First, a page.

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To design a fuzzy rulebased classi cation system (fuzzy classi er) with good generalization abilityina high dimensional feature space has been an active research topic for a long time. As a powerful machine learning approach for pattern recognition problems, support vector machine (SVM) is known to have good generalization ability. More importantly, an SVM can work very well on a high (or even in nite) dimensional feature space. This paper investigates the connection between fuzzy classi ers and kernel machines, establishes a link between fuzzy rules and kernels, and proposes a learning algorithm for fuzzy classi ers. We rst show that a fuzzy classi er implicitly de nes a translation invariant kernel under the assumption that all membership functions associated with the same input variable are generated from location transformation of a reference function. Fuzzy inference on the IFpart of a fuzzy rule can be viewed as evaluating the kernel function. The kernel function is then proven to be a Mercer kernel if the reference functions meet certain spectral requirement. The corresponding fuzzy classi er is named positive de  nite fuzzy classi er (PDFC). A PDFC can be built from the given training samples based on a support vector learning approach with the IFpart fuzzy rules given by the support vectors. Since the learning process minimizes an upper bound on the expected risk (expected prediction error) instead of the empirical risk (training error), the resulting PDFC usually has good generalization. Moreover, because of the sparsity properties of the SVMs, the number of fuzzy rules is irrelevant to the dimension of input space. In this sense, we avoid the "curse of dimensionality." Finally, PDFCs with dierent reference functions are constructed using the su...
www.elsevier.com/locate/fss Operations on type2 fuzzy sets
, 2000
"... In this paper, we discuss set operations on type2 fuzzy sets (including join and meet under minimum=product tnorm), algebraic operations, properties ofmembership grades oftype2 sets, and type2 relations and their compositions. All this is needed to implement a type2 fuzzy logic system (FLS). c ..."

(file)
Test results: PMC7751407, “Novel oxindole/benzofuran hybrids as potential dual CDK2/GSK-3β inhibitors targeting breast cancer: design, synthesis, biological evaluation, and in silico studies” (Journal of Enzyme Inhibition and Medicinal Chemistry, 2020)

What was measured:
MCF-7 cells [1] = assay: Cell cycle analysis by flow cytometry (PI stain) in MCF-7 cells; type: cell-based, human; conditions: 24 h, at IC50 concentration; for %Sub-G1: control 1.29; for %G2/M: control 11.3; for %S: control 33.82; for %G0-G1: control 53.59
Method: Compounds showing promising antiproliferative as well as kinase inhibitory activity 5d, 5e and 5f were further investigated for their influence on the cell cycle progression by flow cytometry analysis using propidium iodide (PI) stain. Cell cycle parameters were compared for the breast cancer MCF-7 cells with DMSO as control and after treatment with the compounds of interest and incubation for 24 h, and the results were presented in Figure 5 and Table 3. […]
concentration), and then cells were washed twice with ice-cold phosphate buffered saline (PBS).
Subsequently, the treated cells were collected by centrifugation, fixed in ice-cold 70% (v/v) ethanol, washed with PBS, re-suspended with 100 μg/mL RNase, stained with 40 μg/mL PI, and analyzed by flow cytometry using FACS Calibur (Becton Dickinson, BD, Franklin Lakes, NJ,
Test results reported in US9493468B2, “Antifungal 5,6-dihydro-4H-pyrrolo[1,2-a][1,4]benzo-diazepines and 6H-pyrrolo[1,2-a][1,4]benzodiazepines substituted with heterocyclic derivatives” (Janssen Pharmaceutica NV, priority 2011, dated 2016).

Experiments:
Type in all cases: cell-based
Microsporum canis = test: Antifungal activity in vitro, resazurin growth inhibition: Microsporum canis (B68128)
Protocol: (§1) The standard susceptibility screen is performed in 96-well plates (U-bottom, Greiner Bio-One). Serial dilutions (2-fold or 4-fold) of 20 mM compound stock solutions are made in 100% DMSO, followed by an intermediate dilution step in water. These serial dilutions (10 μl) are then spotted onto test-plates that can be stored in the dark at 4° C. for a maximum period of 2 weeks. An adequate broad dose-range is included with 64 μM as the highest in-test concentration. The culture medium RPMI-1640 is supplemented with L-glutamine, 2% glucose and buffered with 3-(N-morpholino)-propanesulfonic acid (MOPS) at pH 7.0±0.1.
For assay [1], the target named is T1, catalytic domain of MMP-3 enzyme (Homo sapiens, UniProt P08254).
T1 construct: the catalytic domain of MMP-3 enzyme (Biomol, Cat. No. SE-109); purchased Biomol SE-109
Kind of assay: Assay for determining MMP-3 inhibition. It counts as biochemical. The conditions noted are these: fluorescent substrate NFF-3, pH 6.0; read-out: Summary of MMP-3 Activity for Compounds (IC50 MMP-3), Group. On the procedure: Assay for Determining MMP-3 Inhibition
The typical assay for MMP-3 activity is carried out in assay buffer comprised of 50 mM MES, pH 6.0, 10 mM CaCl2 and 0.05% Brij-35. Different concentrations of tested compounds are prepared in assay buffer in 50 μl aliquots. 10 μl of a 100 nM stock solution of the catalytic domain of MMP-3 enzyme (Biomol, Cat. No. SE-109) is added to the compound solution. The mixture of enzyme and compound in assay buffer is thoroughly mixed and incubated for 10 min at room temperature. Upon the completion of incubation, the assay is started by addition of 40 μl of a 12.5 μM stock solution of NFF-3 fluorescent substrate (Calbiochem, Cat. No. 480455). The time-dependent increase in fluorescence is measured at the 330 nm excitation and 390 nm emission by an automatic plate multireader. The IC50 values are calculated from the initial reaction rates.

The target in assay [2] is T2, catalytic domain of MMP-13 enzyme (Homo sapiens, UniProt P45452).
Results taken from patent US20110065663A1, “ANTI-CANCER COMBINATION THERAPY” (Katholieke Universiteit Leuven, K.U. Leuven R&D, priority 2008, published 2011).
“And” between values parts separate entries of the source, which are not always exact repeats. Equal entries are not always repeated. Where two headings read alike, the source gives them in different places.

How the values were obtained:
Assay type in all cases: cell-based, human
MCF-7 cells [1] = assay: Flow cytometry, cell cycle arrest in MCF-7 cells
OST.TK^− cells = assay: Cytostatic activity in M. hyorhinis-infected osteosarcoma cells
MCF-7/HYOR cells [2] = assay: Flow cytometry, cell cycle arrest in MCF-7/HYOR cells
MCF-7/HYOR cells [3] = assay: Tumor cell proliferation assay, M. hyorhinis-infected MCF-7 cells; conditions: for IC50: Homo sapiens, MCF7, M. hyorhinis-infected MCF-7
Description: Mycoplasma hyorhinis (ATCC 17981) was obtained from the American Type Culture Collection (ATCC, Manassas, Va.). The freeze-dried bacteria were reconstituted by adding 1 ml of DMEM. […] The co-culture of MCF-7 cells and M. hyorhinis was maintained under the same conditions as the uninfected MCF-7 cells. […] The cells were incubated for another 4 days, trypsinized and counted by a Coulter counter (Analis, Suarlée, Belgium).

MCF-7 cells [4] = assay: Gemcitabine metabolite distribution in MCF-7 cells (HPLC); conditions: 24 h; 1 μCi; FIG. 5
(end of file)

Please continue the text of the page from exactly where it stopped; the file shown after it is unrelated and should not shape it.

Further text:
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Cited by 22 (2 self)
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In this paper, we discuss set operations on type2 fuzzy sets (including join and meet under minimum=product tnorm), algebraic operations, properties ofmembership grades oftype2 sets, and type2 relations and their compositions. All this is needed to implement a type2 fuzzy logic system (FLS). c ○ 2001 Elsevier Science B.V. All rights reserved.
Preference modelling
 State of the Art in Multiple Criteria Decision Analysis
, 2005
"... This paper provides the reader with a presentation of preference modelling fundamental notions as well as some recent results in this field. Preference modelling is an inevitable step in a variety of fields: economy, sociology, psychology, mathematical programming, even medicine, archaeology, and ob ..."
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Cited by 19 (1 self)
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This paper provides the reader with a presentation of preference modelling fundamental notions as well as some recent results in this field. Preference modelling is an inevitable step in a variety of fields: economy, sociology, psychology, mathematical programming, even medicine, archaeology, and obviously decision analysis. Our notation and some basic definitions, such as those of binary relation, properties and ordered sets, are presented at the beginning of the paper. We start by discussing different reasons for constructing a model or preference. We then go through a number of issues that influence the construction of preference models. Different formalisations besides classical logic such as fuzzy sets and nonclassical logics become necessary. We then present different types of preference structures reflecting the behavior of a decisionmaker: classical, extended and valued ones. It is relevant to have a numerical representation of preferences: functional representations, value functions. The concepts of thresholds and minimal representation are also introduced in this section. In section 7, we briefly explore the concept of deontic logic (logic of preference) and other formalisms associated with &quot;compact representation of preferences &quot; introduced for special purposes. We end the paper with some concluding remarks.
The Set of Fuzzy Rational Numbers and Flexible Querying
 Journal of Fuzzy Sets and Systems
, 2005